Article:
high-water mark

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high-water mark

a. the level reached by sea water at high tide or by other stretches of water in flood
b. the mark indicating this level

high-water mark

[¦hī ′wȯd·ər ‚mārk]
(computer science)
The maximum number of jobs that are in a queue awaiting execution by a large computer system during a specified period of observation.
References in periodicals archive ?
Which is not to say it's not worth it (though you might want to save your money for the impending goody-filled DVD release): Directed by Martin Scorsese and aided and abetted by Band leader Robbie Robertson, ``The Last Waltz,'' even before its soundtrack was cleaned up and made pristine, was one of the high-water marks in the concert-film genre.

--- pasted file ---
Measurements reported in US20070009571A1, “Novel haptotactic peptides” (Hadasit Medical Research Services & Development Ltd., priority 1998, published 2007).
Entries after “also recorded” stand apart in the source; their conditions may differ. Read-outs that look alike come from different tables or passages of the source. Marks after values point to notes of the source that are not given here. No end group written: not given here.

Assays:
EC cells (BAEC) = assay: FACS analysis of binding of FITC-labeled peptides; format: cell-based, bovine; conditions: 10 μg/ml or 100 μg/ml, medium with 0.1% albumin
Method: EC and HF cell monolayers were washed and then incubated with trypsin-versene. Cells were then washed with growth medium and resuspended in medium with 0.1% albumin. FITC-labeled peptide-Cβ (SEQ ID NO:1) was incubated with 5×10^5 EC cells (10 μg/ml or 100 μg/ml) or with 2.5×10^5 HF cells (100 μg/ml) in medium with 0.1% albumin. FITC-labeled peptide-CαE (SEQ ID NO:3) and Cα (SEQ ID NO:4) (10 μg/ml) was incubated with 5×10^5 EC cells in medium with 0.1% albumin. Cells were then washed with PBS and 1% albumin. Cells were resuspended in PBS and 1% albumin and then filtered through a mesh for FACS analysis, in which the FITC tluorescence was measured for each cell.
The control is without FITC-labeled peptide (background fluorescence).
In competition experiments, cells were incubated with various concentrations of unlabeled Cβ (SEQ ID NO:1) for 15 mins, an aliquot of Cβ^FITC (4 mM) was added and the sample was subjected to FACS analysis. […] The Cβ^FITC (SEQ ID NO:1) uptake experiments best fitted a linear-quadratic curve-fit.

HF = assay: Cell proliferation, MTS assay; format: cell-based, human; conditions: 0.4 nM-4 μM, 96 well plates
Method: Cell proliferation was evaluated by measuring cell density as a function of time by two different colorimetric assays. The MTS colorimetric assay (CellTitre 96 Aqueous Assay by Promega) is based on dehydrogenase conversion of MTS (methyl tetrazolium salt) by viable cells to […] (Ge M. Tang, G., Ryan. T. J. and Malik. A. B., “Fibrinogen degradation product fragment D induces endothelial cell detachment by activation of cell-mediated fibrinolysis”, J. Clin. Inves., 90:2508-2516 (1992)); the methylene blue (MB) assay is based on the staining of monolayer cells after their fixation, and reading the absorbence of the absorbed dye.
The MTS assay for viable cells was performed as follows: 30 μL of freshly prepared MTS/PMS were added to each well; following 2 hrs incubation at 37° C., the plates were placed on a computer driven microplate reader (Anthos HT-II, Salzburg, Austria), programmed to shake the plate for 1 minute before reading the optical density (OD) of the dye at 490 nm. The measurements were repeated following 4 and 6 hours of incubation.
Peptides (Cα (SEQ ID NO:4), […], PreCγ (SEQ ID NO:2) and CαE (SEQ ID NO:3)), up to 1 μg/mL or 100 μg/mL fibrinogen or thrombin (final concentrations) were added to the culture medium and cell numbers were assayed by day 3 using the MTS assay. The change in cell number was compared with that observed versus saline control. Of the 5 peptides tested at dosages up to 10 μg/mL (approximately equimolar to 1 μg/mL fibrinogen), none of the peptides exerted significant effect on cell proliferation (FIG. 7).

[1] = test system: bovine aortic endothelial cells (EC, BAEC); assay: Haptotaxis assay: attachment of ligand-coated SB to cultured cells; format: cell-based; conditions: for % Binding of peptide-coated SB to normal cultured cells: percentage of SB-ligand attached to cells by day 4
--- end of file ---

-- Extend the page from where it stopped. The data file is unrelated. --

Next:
Strangelove,'' ``2001'' and ``A Clockwork Orange'' were the high-water marks in a career that stumbled in 1975 with ``Barry Lyndon,'' a visually stunning but static film, based on a Thackeray novel, in which the director took enormous pains on lighting and imagery evoking an authentic 18th-century ambience.